Infrastructure

Manukau, not Northland: new port report

A new port report before Cabinet is a U-turn on the last one, which recommended Auckland's port be moved to Northland

Moves to shift Auckland's port from the CBD to Northland have ground to a halt on the back of a new report before Cabinet that suggests Manukau Harbour is a better option.

The Government officially released the report on Tuesday after Newsroom published details about the Ministry of Transport's new analysis - which was contracted through economic consultancy Sapere.

Manukau Harbour was the highest-ranked option out of the five port moves examined, but costs outweighed the benefits on all five relocation options (Northport, Manukau, Firth of Thames, and Port of Tauranga).

Auckland Mayor Phil Goff said the report backed up his concerns about an earlier report from the Upper North Island Supply Chain Study (UNISCS) that concluded Northport was the most viable option if the port were moved out of Auckland.

“The Brown report started with a conclusion—wanting to move the Ports of Auckland to Northport - and worked backwards. It failed to engage with stakeholders and was quite frankly a shoddy opinion piece not based on facts."

Wayne Brown, the man who led the UNISCS, said consultants behind the latest report should give taxpayers their $2 million back if moving Auckland's port to Manukau Harbour was what they had recommended.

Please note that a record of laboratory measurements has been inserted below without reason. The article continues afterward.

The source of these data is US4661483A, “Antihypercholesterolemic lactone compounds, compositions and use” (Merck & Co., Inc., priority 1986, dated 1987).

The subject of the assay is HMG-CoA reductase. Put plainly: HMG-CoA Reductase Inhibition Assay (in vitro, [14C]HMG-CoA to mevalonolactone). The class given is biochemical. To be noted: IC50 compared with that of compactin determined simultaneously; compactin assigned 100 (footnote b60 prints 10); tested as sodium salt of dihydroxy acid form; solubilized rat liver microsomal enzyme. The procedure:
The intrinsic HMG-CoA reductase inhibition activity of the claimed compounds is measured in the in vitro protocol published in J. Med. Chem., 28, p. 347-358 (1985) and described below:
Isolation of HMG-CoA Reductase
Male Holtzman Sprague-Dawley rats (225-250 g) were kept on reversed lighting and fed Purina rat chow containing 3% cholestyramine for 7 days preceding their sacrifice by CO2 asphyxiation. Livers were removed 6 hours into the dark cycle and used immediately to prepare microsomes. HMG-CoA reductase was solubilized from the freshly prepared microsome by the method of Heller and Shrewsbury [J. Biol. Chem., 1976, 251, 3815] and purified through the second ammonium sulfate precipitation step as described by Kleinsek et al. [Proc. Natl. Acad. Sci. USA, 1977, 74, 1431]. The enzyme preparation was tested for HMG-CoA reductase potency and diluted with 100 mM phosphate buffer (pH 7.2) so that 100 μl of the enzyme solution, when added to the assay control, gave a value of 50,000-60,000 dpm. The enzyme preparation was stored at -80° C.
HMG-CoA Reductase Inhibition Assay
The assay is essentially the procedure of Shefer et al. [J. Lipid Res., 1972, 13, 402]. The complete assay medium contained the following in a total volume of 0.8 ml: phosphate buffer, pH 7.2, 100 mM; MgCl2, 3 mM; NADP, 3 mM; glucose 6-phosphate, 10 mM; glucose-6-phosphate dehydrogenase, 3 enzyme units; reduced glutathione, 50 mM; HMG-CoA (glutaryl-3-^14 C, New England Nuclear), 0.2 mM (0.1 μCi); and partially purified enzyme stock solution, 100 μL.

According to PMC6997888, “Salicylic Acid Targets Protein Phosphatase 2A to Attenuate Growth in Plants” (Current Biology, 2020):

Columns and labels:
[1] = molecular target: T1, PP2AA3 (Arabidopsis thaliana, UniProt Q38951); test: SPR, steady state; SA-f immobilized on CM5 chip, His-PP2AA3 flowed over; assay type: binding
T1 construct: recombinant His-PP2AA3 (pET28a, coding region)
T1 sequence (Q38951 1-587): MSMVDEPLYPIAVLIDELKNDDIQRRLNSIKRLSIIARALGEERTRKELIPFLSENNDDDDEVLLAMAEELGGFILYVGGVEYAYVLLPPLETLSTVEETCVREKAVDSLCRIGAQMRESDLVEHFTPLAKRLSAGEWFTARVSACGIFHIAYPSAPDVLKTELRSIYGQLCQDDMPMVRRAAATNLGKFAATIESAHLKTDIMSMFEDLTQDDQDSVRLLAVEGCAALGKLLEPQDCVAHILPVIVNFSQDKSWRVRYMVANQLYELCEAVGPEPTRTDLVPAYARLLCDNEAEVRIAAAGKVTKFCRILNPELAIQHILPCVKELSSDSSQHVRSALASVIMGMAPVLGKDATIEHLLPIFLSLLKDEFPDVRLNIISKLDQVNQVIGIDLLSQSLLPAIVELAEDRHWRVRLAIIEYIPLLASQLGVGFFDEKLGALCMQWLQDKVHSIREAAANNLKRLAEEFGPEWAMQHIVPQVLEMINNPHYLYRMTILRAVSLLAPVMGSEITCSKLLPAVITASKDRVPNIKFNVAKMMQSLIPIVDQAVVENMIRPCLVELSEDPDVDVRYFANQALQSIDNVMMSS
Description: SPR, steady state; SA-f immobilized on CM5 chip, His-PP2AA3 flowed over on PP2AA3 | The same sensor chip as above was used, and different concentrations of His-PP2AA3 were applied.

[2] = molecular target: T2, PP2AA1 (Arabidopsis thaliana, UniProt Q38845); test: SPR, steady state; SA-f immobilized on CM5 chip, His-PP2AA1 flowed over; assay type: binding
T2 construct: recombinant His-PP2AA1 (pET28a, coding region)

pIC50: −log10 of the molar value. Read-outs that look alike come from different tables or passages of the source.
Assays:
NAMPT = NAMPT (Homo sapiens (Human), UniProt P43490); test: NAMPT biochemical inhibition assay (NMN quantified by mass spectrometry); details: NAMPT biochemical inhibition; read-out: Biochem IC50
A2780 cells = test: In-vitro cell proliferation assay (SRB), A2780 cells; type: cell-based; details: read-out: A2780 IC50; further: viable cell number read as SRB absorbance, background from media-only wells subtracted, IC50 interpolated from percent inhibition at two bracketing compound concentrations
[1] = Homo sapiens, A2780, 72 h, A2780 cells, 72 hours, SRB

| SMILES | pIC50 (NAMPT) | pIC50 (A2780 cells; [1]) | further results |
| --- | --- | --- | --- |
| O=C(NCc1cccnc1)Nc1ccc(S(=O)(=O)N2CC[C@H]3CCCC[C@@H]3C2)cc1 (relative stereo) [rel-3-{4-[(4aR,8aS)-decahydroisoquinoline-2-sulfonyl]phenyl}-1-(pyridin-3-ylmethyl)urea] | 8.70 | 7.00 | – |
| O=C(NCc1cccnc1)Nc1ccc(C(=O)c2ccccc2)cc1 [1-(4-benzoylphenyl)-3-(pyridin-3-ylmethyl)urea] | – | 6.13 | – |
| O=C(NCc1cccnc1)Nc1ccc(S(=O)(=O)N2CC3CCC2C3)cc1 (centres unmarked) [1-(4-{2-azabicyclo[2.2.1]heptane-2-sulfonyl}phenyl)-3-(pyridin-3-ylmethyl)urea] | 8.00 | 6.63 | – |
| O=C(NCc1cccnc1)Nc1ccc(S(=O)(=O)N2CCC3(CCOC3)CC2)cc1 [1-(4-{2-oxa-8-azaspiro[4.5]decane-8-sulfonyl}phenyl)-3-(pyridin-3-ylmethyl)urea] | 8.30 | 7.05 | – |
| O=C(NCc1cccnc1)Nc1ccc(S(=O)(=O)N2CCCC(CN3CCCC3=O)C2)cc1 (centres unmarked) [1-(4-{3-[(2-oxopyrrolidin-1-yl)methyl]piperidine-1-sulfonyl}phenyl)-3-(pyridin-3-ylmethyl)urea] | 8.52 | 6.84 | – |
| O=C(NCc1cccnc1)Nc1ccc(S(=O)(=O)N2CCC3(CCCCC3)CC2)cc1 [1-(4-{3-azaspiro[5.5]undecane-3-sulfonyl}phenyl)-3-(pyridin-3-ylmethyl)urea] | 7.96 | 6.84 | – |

"I would defend my report against anything that's as dumb as saying that they should do that.

"They've got a bloody cheek to spend twice as much money on a group that never even spoke to us to check anything.

"We spoke to 80 organisations in the field. And we had real skillsets, not just some ability to lick boots."

Transport Minister Phil Twyford said officials had not yet provided advice on the "costs, risks, and uncertainties" of Sapere's recommendations. 

The Sapere report concluded there was a 10-15 year window for any decision on relocating the port and the current downtown Auckland facility had enough capacity for three decades. 

Earlier, Infrastructure Minister Shane Jones said he wouldn't comment on the report's contents, but signalled he would be happy to once the report was released.

"Much to my distress, you seem to have perfect information yet we have not even released the report.

"I have never had any compunction in releasing everything that has been paid for by the Ministry of Transport since the Wayne Brown report."

'I have not been able to get that over the line'

The new report's conclusions makes moving Auckland's port an election issue with Jones set to contest the Northland seat in what could be a crucial electorate contest for NZ First. 

Recent poll results have raised questions about whether the party will be able to reach the 5 percent threshold. 

"The ability to find consensus about where, when and how the port would be relocated ... I have not been able to get it over the line."

An investigation into moving Auckland's port to Northland was part of the coalition agreement between Labour and NZ First.

"I don't want to part company in any manner or form with Grant Robertson," Jones said.

"What was promised in the coalition agreement in terms of a report with an accent on the north. The two of us delivered that.

"However, the ability to find consensus about where, when and how the port would be relocated ... I have not been able to get it over the line."